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It Could Get Ugly

On May 4th, the Federal Reserve could raise rates again. Most believe that June 15th is a shoo-in for a rate hike, but Wall Street is not sure about May, and that introduces a wait-and-see approach when it comes to gold.

Gold hates wait-and-see periods because they don’t generate yield, so parking cash in it while waiting is considered an inferior option compared with short-dated bonds or other fixed-income alternatives.

If gold can’t make a breakout in the next 48 hours to $1,950 and above, it might give back at least $40, and if it can’t find buyers there, it might dip way down towards the low $1,800s, but this will only occur if radical new information surprises the markets, specifically on the inflation front.

The May 4th meeting is a wild card because March’s inflation data could be the worst in over 40 years. April’s data, which comes out in early May, could be sharply lower, so we don’t believe the FED will hike in May, which leaves the door open for a June hike.

This wait-and-see approach is also prevalent in the general markets. Hedge funds are selling heavily one day and buying aggressively the following day, which tells me the volatility is nowhere being over and done with.

My thinking is that we will still see some big down days, and you should be ready to buy your high-conviction stocks any time you see the VIX index go above 30, and especially over 35.

Courtesy: Zerohedge.com

This past Sunday, the 2022 season of Formula 1 began. The expectation was that Lewis Hamilton and Max Verstappen would continue their head-to-head battle for another season, but because F1 regulations changed so dramatically, Mercedes has a far slower car than in 2021…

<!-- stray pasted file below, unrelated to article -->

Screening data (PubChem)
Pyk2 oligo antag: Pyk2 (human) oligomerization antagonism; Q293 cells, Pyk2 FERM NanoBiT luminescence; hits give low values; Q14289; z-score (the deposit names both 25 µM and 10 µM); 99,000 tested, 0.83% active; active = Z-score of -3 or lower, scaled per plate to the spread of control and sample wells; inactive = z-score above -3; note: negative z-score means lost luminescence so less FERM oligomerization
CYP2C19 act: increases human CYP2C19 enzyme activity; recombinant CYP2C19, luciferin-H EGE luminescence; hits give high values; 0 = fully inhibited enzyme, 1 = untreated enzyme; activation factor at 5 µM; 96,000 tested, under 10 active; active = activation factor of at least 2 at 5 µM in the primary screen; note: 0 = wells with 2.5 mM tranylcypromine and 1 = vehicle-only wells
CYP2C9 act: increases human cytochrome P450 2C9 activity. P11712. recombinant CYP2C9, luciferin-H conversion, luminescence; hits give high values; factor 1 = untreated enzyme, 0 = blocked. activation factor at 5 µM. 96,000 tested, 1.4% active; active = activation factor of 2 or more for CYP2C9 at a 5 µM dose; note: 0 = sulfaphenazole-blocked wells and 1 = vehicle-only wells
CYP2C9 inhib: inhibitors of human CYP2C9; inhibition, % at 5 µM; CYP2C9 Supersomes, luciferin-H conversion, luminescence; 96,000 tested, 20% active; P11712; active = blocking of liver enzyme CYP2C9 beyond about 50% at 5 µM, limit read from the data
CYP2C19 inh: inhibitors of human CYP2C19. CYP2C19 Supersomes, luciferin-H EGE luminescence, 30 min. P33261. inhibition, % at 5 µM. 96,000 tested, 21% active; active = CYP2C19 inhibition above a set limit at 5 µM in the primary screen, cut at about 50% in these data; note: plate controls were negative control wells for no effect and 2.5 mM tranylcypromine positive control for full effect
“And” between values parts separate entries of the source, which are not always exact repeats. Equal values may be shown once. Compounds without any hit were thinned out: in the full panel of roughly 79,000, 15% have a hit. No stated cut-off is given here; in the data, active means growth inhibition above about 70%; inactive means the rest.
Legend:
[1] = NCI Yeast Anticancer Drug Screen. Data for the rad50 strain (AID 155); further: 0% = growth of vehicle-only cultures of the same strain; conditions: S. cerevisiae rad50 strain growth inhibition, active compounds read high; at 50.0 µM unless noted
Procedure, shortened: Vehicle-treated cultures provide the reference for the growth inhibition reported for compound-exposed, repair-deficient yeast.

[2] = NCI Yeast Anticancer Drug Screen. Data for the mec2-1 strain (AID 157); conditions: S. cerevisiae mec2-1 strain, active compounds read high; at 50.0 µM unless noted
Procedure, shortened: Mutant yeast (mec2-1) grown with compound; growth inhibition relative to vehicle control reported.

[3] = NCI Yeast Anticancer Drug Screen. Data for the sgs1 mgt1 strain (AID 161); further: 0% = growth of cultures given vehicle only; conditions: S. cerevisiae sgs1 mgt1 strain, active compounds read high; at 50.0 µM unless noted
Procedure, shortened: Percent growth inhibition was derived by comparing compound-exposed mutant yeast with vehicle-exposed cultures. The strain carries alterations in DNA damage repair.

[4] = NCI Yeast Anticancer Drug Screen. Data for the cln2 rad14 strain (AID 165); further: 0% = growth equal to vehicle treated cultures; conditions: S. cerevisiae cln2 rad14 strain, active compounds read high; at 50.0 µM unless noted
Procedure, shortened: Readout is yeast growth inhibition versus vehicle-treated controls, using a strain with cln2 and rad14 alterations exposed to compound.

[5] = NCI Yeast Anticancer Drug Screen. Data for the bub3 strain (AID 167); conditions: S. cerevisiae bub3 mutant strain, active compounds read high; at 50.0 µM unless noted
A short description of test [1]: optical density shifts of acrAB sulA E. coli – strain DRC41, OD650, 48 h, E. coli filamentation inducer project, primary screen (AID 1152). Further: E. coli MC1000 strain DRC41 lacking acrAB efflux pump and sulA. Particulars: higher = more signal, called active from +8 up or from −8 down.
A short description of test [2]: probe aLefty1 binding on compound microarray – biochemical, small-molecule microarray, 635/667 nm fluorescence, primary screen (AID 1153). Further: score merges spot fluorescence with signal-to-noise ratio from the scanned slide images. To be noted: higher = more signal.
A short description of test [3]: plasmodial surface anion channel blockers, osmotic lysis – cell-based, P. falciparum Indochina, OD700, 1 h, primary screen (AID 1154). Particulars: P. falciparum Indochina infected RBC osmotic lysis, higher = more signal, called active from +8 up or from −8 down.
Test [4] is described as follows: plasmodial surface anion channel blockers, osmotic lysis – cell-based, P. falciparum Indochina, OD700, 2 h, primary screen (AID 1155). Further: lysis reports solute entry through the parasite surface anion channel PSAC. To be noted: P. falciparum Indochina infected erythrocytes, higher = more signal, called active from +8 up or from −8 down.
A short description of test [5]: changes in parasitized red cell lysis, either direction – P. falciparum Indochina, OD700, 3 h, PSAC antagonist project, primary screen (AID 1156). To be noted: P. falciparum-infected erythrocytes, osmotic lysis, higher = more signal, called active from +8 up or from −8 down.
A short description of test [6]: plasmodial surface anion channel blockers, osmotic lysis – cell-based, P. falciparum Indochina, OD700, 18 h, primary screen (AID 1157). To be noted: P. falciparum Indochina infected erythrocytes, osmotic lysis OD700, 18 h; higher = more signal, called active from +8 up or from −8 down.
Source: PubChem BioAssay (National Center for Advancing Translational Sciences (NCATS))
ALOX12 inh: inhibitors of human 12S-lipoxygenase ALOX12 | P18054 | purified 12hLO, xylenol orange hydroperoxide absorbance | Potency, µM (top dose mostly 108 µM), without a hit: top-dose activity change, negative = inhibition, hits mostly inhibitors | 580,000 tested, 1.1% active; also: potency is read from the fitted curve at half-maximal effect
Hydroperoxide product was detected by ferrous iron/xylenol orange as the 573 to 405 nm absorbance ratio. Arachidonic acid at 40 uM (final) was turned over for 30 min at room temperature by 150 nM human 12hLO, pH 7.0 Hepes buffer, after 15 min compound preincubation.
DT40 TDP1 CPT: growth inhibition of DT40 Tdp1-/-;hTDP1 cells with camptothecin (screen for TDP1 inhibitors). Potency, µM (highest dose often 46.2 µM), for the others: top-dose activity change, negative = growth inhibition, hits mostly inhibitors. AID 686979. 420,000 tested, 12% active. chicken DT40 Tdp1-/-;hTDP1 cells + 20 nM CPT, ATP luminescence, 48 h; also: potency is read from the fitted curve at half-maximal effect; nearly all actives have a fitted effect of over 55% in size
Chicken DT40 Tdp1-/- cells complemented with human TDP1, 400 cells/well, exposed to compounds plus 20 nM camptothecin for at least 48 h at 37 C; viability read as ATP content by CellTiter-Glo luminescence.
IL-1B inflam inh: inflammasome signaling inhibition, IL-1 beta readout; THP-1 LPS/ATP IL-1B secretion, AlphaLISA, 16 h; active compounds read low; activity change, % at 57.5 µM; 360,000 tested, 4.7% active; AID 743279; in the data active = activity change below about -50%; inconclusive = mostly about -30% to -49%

Somehow, Hamilton is not even a champion contender in 2022, if the first race is any indication. Out of the ashes, Ferrari, the team that became a laughing stock for the past two years, looks like a team that revolutionized their whole process during the off-season.

Red Bull, the favorites, saw their fuel system fail in both cars during the final laps of the race and went from scoring 30 points to not scoring at all, a travesty.

Formula 1 is owned by a media company that wants to make a fortune, and they know that Mercedes’ semi-monopoly over the field in the past few years makes the races less enjoyable than if the cars were more evenly aligned, making the drivers the differentiator.

Fans want to see drivers fighting it out!

If it were left for the fans, all drivers would get the same exact car.

In real life, changing the rules like that every season would not be a reasonable request. In capitalism, trying to level the playing field by constantly shaking things up only serves to lower productivity. In real life, the government wouldn’t want to slow Mercedes down so that other teams could catch up to it and ensure tight battles, which get more ratings.

The midterm elections will help reduce much of the uncertainty over progressive agendas, mainly concerning ESG and taxes, which are currently up in the air.

This is why we believe that the midterms will be the major catalyst for markets to ascend back to new all-time highs and the end of the wait-and-see period of 2022.

Best Regards,
FutureMoneyTrends.com

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